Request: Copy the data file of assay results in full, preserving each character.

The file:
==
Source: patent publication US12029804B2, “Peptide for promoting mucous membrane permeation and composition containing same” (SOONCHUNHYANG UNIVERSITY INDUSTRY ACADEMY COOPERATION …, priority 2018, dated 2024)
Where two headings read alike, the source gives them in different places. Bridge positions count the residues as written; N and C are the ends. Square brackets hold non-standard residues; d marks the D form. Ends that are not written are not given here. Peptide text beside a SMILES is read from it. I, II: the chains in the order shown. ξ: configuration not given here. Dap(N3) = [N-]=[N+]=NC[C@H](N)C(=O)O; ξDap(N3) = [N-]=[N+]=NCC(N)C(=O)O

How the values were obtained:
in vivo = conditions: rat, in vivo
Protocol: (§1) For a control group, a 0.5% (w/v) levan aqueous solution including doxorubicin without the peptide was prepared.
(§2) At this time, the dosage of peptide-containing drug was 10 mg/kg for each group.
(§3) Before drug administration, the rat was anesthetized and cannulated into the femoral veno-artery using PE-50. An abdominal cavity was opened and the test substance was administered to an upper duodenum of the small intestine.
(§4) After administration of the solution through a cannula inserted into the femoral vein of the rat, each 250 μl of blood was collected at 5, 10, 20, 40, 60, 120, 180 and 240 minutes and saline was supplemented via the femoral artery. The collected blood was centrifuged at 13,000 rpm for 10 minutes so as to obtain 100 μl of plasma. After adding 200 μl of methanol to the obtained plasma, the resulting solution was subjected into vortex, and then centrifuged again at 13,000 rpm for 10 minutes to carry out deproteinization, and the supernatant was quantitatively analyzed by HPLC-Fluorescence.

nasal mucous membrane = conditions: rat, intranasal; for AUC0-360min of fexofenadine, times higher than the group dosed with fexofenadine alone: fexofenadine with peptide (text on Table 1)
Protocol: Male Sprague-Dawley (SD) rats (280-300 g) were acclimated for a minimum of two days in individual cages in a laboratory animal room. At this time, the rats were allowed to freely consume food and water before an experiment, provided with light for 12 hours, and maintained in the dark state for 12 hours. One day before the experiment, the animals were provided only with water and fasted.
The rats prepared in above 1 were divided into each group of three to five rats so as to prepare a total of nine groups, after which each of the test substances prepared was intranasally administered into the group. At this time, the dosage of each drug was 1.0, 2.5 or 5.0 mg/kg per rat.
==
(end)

Source: patent publication US12029804B2, “Peptide for promoting mucous membrane permeation and composition containing same” (SOONCHUNHYANG UNIVERSITY INDUSTRY ACADEMY COOPERATION …, priority 2018, dated 2024)
Where two headings read alike, the source gives them in different places. Bridge positions count the residues as written; N and C are the ends. Square brackets hold non-standard residues; d marks the D form. Ends that are not written are not given here. Peptide text beside a SMILES is read from it. I, II: the chains in the order shown. ξ: configuration not given here. Dap(N3) = [N-]=[N+]=NC[C@H](N)C(=O)O; ξDap(N3) = [N-]=[N+]=NCC(N)C(=O)O

How the values were obtained:
in vivo = conditions: rat, in vivo
Protocol: (§1) For a control group, a 0.5% (w/v) levan aqueous solution including doxorubicin without the peptide was prepared.
(§2) At this time, the dosage of peptide-containing drug was 10 mg/kg for each group.
(§3) Before drug administration, the rat was anesthetized and cannulated into the femoral veno-artery using PE-50. An abdominal cavity was opened and the test substance was administered to an upper duodenum of the small intestine.
(§4) After administration of the solution through a cannula inserted into the femoral vein of the rat, each 250 μl of blood was collected at 5, 10, 20, 40, 60, 120, 180 and 240 minutes and saline was supplemented via the femoral artery. The collected blood was centrifuged at 13,000 rpm for 10 minutes so as to obtain 100 μl of plasma. After adding 200 μl of methanol to the obtained plasma, the resulting solution was subjected into vortex, and then centrifuged again at 13,000 rpm for 10 minutes to carry out deproteinization, and the supernatant was quantitatively analyzed by HPLC-Fluorescence.

nasal mucous membrane = conditions: rat, intranasal; for AUC0-360min of fexofenadine, times higher than the group dosed with fexofenadine alone: fexofenadine with peptide (text on Table 1)
Protocol: Male Sprague-Dawley (SD) rats (280-300 g) were acclimated for a minimum of two days in individual cages in a laboratory animal room. At this time, the rats were allowed to freely consume food and water before an experiment, provided with light for 12 hours, and maintained in the dark state for 12 hours. One day before the experiment, the animals were provided only with water and fasted.
The rats prepared in above 1 were divided into each group of three to five rats so as to prepare a total of nine groups, after which each of the test substances prepared was intranasally administered into the group. At this time, the dosage of each drug was 1.0, 2.5 or 5.0 mg/kg per rat.